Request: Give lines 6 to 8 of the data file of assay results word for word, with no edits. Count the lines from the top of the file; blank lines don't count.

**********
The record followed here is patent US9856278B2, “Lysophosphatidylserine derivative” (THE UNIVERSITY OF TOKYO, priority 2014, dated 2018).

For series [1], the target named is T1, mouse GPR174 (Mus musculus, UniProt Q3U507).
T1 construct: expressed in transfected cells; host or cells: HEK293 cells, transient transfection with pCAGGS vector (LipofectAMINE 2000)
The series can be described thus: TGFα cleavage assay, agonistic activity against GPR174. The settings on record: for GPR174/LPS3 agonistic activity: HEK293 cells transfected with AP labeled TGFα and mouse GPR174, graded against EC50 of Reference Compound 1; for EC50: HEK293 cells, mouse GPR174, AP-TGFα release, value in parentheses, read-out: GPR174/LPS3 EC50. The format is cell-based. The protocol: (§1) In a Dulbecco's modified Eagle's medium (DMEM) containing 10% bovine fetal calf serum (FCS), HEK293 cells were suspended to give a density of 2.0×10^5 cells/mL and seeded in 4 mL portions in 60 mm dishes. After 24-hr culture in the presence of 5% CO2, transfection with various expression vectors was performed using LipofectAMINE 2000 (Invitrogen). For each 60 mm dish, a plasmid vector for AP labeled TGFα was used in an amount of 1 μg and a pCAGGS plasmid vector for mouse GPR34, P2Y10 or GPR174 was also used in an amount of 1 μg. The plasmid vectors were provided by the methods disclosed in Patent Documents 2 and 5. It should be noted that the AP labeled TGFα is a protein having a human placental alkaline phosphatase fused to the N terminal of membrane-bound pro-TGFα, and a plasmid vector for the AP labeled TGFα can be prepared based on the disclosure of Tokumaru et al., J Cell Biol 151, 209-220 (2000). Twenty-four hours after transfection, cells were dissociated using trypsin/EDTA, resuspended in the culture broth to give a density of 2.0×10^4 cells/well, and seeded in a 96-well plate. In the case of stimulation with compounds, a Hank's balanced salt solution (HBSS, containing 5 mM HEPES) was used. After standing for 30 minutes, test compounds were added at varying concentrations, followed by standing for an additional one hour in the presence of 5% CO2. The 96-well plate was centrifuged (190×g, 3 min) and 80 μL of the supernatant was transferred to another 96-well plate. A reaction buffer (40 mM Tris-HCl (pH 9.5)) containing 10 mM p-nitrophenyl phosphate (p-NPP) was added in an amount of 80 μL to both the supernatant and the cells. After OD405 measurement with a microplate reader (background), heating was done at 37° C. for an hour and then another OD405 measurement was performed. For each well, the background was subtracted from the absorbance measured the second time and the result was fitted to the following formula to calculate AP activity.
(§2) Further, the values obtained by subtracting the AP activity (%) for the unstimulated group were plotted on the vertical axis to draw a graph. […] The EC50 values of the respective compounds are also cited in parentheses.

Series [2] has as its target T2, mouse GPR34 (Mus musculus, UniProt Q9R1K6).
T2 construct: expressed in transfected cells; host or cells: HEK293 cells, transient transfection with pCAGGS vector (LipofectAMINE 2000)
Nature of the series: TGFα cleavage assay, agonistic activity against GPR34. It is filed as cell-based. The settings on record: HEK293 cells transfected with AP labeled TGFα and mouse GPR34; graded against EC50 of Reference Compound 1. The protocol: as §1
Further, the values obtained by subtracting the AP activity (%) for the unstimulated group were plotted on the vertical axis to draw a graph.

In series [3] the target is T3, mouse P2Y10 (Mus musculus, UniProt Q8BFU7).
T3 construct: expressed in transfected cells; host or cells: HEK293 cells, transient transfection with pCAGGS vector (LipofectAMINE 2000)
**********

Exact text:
Series [2] has as its target T2, mouse GPR34 (Mus musculus, UniProt Q9R1K6).
T2 construct: expressed in transfected cells; host or cells: HEK293 cells, transient transfection with pCAGGS vector (LipofectAMINE 2000)
Nature of the series: TGFα cleavage assay, agonistic activity against GPR34. It is filed as cell-based. The settings on record: HEK293 cells transfected with AP labeled TGFα and mouse GPR34; graded against EC50 of Reference Compound 1. The protocol: as §1